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If I have two Hilbert spaces $X$ and $Y$ and a continuous linear isomorphism $T:X \to Y$ with continuous inverse $T^{-1}:Y\to X$, is there anyway to write $$(a,b)_X$$ as an inner product on $Y$?

I know I can do this if $T$ is an isometric isomorphism, but if it's not, is there anything I can do?

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The pullback $(T^{-1})^\ast(\cdot,\cdot)_X$ of $(\cdot,\cdot)_X$ from $X$ to $Y$ via $T^{-1}$, defined by $$(T^{-1})^\ast(\eta,\xi)_X := (T^{-1}\eta,T^{-1}\xi)_X, \quad \eta,\xi \in Y,$$ will be some inner product on the vector space $Y$ inducing a norm equivalent to the original Hilbert space norm on $Y$, whether or not $T$ is isometric. In particular, then, $(T^{-1})^\ast(\cdot,\cdot)_X = (\cdot,\cdot)_Y$ if and only if $T^{-1}$ is an isometry, if and only if $T$ is an isometry.

EDIT: In particular, $$(T^{-1})^\ast(\eta,\xi)_X := (T^{-1}\eta,T^{-1}\xi)_X = (\eta,(T T^\ast)^{-1}\xi)_Y, \quad \eta,\xi \in Y,$$ so that understanding $(T^{-1})^\ast(\cdot,\cdot)_X$ is the same as understanding the operator $TT^\ast$ on $Y$ and its inverse $(TT^\ast)^{-1}$.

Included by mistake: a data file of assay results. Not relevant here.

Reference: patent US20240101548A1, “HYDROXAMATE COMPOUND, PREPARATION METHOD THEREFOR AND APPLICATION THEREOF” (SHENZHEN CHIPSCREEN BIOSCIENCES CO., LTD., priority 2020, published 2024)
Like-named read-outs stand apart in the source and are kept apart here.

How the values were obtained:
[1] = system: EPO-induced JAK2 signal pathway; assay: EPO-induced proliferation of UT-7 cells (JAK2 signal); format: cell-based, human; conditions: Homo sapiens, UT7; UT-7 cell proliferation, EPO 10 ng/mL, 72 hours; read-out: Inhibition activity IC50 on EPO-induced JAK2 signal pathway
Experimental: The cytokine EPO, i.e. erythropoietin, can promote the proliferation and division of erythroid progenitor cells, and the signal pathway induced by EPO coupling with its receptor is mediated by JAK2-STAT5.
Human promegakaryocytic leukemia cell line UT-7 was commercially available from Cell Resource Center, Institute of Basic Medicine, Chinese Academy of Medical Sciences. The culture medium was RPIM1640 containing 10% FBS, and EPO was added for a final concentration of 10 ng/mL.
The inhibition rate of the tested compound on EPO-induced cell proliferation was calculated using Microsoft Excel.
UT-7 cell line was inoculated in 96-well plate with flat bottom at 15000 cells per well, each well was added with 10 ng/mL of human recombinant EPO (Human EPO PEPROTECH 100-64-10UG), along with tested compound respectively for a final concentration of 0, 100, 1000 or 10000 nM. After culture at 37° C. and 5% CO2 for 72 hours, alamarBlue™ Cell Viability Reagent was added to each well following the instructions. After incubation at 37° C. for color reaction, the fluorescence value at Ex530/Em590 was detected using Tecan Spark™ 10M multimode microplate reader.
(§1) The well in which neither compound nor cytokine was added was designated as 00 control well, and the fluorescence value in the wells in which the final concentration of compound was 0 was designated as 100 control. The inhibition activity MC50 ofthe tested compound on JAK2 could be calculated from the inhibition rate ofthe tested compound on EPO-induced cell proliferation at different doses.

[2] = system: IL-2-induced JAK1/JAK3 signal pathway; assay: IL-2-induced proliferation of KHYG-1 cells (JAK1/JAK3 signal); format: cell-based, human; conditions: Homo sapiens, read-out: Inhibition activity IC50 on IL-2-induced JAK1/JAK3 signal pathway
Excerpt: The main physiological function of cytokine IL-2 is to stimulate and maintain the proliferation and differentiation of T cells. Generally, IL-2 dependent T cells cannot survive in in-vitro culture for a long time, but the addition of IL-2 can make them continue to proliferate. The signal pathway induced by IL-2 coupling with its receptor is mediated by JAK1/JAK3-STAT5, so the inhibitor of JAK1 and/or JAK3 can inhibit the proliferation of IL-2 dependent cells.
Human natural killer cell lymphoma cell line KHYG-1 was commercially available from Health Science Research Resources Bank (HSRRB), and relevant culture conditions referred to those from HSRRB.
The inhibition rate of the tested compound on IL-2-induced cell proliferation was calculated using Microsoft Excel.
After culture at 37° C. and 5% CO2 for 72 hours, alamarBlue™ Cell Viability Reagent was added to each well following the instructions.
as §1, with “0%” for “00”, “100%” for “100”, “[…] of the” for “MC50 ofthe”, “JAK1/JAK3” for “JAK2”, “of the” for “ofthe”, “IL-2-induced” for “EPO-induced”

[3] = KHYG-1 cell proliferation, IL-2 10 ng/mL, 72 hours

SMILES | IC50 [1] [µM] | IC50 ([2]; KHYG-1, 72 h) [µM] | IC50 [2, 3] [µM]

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Thanks. But one can't write down a formula for the inner product on $Y$ explicitly, I guess :( –  george.s Jan 22 '13 at 23:12
    
@george.s See the edit for the most that can be said a priori. Basically, the best you can do, given what you have, is to compare $(T^{-1})^\ast(\cdot,\cdot)_X$ with $(\cdot,\cdot)_Y$ as inner products on $Y$, and by the edit, understanding $(T^{-1})^\ast(\cdot,\cdot)_X$ in terms of $(\cdot,\cdot)_Y$ is equivalent to understanding the operator $(TT^\ast)^{-1}$ on $Y$ with $(\cdot,\cdot)_Y$. –  Branimir Ćaćić Jan 23 '13 at 1:47
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